This spring has seen an uptick in the release of fruit beers from a number of breweries near and far. Some are new releases, others are returning favorites in a new format: for an example of the latter, Silver Moon Brewing Company’s seasonal Salty Bog Cranberry Gose returns for spring — in a can.

Historically, professional brewers often regarded the idea of adding fruit to beer with disdain. The Germans with their Reinheitsgebot beer purity law spurned all ingredients except for malt, hops, water and yeast; the English focused on hops and darker malts for their bitters and porters.

Not so the Belgians, however; Belgium has a long history of rustic brewing, with brewers adding any and all ingredients to their beers that happened to be on hand. These included alternative grains, herbs and spices, and of course, fruit. Cherries and raspberries in particular married well with the sour lambics, leading Belgians to release the first commercial fruit beers as early as the 1930s.

In more recent years, American brewers began experimenting with fruit in the early days of the craft beer movement.

These early American fruit beers enjoyed varying success as techniques and tastes were refined, and over the past decade brewers have grown more adept at marrying fruit with a variety of styles.

Some notable fruit beers I’ve enjoyed lately in this vein include Pelican Brewing Co.’s Berried At Sea, a dark stout with blackberries and currants added, and Draper Brewing Company’s The Marshal, a sour ale with Cabernet Franc wine grapes.

An increasingly popular fruited style is, perhaps surprisingly, India Pale Ale. Traditionally a bitter, heavily hopped version of a strong pale ale, over the past decade or so American brewers have experimented with new hop varieties that impart bright, juicy fruit aromas and flavors into their IPAs.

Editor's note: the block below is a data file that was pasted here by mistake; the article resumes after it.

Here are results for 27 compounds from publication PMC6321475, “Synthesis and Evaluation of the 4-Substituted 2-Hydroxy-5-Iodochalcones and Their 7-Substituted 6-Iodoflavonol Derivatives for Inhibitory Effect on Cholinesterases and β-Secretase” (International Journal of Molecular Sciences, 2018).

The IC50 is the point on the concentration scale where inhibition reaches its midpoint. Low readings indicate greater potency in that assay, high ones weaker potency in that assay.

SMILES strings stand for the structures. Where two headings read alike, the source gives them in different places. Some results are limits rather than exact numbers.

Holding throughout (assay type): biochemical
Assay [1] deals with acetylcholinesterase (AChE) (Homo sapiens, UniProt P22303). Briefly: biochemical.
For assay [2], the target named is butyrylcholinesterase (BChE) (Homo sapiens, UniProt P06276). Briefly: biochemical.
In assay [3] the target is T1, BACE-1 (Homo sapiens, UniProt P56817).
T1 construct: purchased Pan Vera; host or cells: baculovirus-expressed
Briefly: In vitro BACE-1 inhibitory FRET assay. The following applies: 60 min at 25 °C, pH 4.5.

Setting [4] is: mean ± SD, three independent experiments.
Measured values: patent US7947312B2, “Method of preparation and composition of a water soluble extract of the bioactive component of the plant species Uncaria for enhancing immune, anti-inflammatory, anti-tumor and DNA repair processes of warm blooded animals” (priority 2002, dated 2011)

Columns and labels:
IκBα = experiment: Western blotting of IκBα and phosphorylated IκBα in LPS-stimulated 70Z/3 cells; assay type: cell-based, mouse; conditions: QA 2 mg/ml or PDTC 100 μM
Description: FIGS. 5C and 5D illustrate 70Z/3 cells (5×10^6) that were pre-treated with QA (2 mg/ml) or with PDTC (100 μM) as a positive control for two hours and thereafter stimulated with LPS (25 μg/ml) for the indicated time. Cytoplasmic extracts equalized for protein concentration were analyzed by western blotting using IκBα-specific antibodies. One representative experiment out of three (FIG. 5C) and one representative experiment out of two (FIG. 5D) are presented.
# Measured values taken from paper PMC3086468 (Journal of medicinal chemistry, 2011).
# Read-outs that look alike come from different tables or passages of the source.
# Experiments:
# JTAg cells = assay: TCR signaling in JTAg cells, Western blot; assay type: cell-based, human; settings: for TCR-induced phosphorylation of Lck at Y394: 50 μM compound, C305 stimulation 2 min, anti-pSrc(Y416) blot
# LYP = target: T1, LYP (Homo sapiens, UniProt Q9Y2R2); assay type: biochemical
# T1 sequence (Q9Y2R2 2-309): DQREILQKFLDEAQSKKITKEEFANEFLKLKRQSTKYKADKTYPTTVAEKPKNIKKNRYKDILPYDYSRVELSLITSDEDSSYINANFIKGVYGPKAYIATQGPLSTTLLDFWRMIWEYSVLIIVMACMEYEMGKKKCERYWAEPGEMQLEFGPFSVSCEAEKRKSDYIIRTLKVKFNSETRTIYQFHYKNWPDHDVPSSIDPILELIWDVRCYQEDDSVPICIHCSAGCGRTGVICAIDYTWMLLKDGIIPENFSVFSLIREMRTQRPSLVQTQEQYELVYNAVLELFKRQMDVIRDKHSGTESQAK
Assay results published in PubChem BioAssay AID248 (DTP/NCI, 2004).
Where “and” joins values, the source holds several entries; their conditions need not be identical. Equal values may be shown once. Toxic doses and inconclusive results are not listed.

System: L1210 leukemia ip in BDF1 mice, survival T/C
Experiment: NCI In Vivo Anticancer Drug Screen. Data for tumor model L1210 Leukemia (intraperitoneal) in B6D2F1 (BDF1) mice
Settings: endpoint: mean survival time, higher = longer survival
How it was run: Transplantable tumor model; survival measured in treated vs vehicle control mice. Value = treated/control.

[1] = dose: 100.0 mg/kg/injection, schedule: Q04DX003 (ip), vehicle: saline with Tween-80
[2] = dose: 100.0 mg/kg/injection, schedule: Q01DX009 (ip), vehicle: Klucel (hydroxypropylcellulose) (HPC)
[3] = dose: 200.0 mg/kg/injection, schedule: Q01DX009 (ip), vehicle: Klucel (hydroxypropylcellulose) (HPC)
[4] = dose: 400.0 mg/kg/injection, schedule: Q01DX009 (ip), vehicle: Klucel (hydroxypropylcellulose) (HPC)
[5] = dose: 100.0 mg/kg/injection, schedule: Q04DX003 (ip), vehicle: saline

In moving away from hop bitterness and toward the citrus and tropical fruit characters these hops bring, it was only a matter of time before enterprising breweries amped up this character with actual fruit.

San Diego’s Ballast Point Brewing introduced the Grapefruit variant of its Sculpin IPA in 2014, which met with resounding success and catalyze the industry into producing other versions.

Tropical fruits are a recurrent theme among fruited IPAs, largely because they mesh well with the tropical fruit notes that many of the newer hop varieties exhibit. Citrus, pineapple, papaya, mango, and more all feature prominently in this new wave of beers.

Accordingly, Cascade Lakes Brewing Company announced the year-round release of Pineapple Kush IPA earlier this month, on draft and in 12-ounce cans. According to president Chris Justema, the beer is brewed with three pounds of pineapple per barrel (31 gallons) of beer, not too much to overwhelm the style but enough for a “hint of the tropics,” according to the press release.

I found the ale to express a juicy and sweet pineapple character that reminded me of whole ripe pineapple. The hops themselves, a blend of Centennial, Idaho 7, and Mosaic (all known for pungent tropical fruit and citrus character), give off dank tropical aromas and a bit of forest floor, which complements the fruit.

It’s a sweet beer, with a blend of malts and sugary fruit, with an herbal hop bitterness to balance it out. The pineapple flavor itself is a bit muted but it does come across as a sweet juicy note without any tang; it melds well with the hop flavors.

At 37 IBUs there is just enough hop character to register as an IPA but it’s tempered and balanced.

Going in a different direction than IPA, Worthy Brewing Company recently released its seasonal Farm Out Saison with a tropical twist — passion fruit. Riffing on Belgian traditions, head brewer Dustin Kellner said in the press release, “The Saison yeast strain is one that can pair very well with fruit, so the idea was to find a unique fruit option that could provide a little sweetness and acidity, but still pair well with the clove and spice characteristics of the yeast.”

To my nose and palate, the passion fruit character was fairly minimal. The ale exhibits the classic rustic saison characteristics of spice, with white pepper, hints of clove, light herbal grassiness, and a suggestion of bubblegum.

There was a light touch of fruit in the flavor, with a kiss of tart character at the back of the throat.

By itself, passion fruit is described as having something of a tropical sweet tart (like the candy) flavor, which is similar to the fruity tartness I detected in the beer. Brightly floral with spicy yeast character, Farm Out Passion Fruit is a nice example of the saison style, but I had a hard time finding the passion fruit contribution; others might find it more readily.

These beers are available and worth trying if you are fruit-curious. And keep an eye out for other fruit beers around the region — you will likely find at least one available at most of the brewpubs this season.

— Jon Abernathy is a Bend beer blogger and brew aficionado. His column appears every other week in GO!